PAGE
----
If, as Mrs May and Downing Street suggest, it remains her intention to signal on June 19 that Britain will leave the European Union and the single market and end free movement, there is a substantial body of opinion in political circles and the civil service that believes that when it comes to presenting the detailed bills to Parliament for Brexit implementation, she may find it hard to achieve a majority.
David Davies, the United Kingdom politician in charge of the negotiations, is getting all pally with his opposites on the EU's side of the table.
But the other 27 members of the European Union combined have about five times the economic might of Britain.
Amid doubts over the strength of Britain's diplomatic position, Brexit Secretary David Davis will begin negotiations with his European Union counterparts today in Brussels.
"Both sides will also discuss the structure of the negotiations and the issues that need to be addressed over the coming months".
- June 2019: European Parliament elections will take place without the UK.
"Effectively that's what we are potentially saying we might do".
"Our view is that withdrawal agreement and terms of the future relationship must be agreed alongside each other", said the spokesman.
"We believe that the withdrawal process can not be concluded without the future relationship also being taken into account".
The LCCI boss also called for "vital" clarity on the status of European Union workers with around 600,000 jobs in the capital held by EU-born workers, as well as protection for lower-skilled workers, "not just the cream at the top". "But the withdrawal and future are intimately linked".
Working groups will be set up to focus on three key areas - the status of EU citizens living in Britain and British citizens living in the EU; the divorce bill for Britain; and the future of the Northern Irish border with EU member Ireland.
Wu Xiaohui steps aside as Anbang chairman
According to Anbang, Wu's duties would be managed by other senior executives, and its business was operating normally. Caijing didn't immediately answer calls and emails requesting comment before regular business hours in Beijing .
But even though the complicated discussions haven't kicked off yet, we're sure they will soon: so we thought we'd put together a handy guide to the words and phrases you're going to be hearing over and over (and over) again in the next few years. Agreeing to pay a "Brexit bill" may be more inflammatory.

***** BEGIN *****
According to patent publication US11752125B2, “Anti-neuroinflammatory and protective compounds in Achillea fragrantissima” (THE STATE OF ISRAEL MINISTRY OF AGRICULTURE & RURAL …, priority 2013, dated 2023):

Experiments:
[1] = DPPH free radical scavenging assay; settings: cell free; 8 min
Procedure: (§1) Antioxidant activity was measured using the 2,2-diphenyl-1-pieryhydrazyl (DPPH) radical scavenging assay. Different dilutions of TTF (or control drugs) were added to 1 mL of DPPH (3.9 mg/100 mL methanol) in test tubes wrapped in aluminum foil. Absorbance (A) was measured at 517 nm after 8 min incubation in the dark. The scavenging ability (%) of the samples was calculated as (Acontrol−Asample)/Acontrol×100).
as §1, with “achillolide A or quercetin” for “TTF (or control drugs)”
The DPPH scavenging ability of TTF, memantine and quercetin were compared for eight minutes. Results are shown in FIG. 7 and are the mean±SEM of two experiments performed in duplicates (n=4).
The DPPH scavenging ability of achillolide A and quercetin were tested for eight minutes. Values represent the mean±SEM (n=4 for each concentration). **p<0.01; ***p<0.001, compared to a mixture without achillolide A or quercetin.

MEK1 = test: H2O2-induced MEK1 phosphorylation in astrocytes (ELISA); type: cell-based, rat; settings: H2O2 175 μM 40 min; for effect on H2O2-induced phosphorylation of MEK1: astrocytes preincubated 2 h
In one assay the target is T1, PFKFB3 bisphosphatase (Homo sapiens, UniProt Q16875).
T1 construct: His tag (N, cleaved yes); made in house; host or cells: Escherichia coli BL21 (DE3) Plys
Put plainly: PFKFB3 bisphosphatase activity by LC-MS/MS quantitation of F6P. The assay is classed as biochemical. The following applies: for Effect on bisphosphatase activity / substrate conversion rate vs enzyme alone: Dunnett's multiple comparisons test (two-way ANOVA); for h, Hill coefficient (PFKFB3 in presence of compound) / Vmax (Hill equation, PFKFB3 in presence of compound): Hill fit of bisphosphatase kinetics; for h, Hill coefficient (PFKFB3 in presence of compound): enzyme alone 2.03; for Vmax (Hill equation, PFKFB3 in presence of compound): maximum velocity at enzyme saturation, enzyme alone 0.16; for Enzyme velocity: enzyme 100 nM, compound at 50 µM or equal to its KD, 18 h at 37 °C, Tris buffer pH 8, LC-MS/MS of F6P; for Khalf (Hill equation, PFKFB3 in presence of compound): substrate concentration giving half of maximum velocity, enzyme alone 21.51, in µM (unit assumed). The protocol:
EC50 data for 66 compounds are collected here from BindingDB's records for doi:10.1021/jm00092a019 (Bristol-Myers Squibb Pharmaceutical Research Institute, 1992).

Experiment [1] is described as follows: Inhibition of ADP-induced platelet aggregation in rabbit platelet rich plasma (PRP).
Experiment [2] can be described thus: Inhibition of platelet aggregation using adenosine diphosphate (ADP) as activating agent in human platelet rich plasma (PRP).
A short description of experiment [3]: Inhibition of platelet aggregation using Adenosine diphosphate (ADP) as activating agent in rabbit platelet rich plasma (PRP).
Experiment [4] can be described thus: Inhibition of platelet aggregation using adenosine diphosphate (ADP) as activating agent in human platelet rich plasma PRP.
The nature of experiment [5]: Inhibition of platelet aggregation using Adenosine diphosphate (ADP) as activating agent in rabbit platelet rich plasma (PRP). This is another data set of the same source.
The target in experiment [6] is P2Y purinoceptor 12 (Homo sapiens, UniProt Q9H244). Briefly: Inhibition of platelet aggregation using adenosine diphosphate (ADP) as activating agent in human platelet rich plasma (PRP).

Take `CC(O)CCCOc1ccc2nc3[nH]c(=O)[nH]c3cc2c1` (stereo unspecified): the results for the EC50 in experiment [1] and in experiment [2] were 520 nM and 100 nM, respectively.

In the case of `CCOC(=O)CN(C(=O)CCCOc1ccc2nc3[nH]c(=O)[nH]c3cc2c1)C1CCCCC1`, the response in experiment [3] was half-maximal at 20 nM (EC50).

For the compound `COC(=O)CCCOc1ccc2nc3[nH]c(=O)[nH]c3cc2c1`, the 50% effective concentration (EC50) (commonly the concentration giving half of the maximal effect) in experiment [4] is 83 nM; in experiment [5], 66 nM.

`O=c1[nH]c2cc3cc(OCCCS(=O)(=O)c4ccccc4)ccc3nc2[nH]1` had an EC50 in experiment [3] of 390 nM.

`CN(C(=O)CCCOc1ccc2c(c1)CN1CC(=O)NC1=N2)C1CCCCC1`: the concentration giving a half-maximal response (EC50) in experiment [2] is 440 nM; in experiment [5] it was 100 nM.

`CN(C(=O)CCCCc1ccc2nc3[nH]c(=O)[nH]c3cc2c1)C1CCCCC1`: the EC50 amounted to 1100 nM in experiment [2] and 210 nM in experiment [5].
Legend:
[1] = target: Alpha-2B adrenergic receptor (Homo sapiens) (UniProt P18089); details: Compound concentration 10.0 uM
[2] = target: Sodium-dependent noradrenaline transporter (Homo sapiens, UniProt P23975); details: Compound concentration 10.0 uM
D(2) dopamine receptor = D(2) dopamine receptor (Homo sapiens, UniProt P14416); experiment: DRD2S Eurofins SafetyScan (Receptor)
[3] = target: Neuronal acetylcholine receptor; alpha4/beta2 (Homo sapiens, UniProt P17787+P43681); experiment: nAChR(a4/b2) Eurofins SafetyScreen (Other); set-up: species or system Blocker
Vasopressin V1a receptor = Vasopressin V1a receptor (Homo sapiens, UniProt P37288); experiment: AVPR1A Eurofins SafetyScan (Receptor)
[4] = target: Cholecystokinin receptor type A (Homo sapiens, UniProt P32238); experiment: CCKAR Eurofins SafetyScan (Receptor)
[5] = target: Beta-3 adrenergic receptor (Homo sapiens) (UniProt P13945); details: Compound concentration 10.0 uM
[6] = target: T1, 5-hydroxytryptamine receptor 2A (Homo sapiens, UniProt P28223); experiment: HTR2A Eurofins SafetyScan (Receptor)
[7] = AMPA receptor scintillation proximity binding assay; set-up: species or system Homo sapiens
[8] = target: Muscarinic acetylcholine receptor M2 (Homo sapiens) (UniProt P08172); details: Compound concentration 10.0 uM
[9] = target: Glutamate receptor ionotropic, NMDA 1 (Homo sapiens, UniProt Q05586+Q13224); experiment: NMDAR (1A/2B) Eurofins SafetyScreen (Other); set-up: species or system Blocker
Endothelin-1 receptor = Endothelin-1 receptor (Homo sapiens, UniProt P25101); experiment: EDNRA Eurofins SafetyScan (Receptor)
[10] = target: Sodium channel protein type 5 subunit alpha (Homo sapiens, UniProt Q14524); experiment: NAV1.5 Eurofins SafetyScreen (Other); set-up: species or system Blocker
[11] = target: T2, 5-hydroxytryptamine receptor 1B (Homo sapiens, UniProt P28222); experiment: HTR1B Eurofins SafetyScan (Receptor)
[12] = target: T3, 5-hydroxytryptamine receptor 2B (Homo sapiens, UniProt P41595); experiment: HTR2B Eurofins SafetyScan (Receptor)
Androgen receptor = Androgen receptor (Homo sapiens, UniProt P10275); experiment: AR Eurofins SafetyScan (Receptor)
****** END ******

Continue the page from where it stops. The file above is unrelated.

The shock outcome of the June 8 election saw PM Theresa May lose her parliamentary majority, sparking speculation the Tories may be forced to soften their hard-line Brexit stance.
Mr Barnier's insistence on sticking to the EU's priorities for the negotiations comes after Mr Davis appeared to soften his stance on the schedule for the talks.
Brussels has been insistent that a new trade deal can not be discussed until after Britain has left the existing one.
May has yet to change tack formally and doing so would risk infuriating euroskeptics in her Tory party who might still prove strong enough to scupper a deal or to topple her as leader if they believe she's backsliding.
"To threaten to jump off a cliff rather than to be pushed is not a viable negotiating strategy", he said.
The EU has made its opening position clear.
We now know that at precisely 11:00 BST on Monday morning, nearly exactly a year after the Brexit referendum, the all important exit negotiations will begin.
Davis and Barnier will hold a press conference later on Monday. She will not take part in day-to-day negotiations but is expected to set Britain's approach and have the final say on any compromises or concessions.
And the source told the BBC that it was understood the talks would broadly follow the EU's preferred sequence, dealing with issues of citizens' rights and a framework for calculating outstanding financial liabilities before moving on, possibly later in the year, to deal with the UK's future relationship with the EU.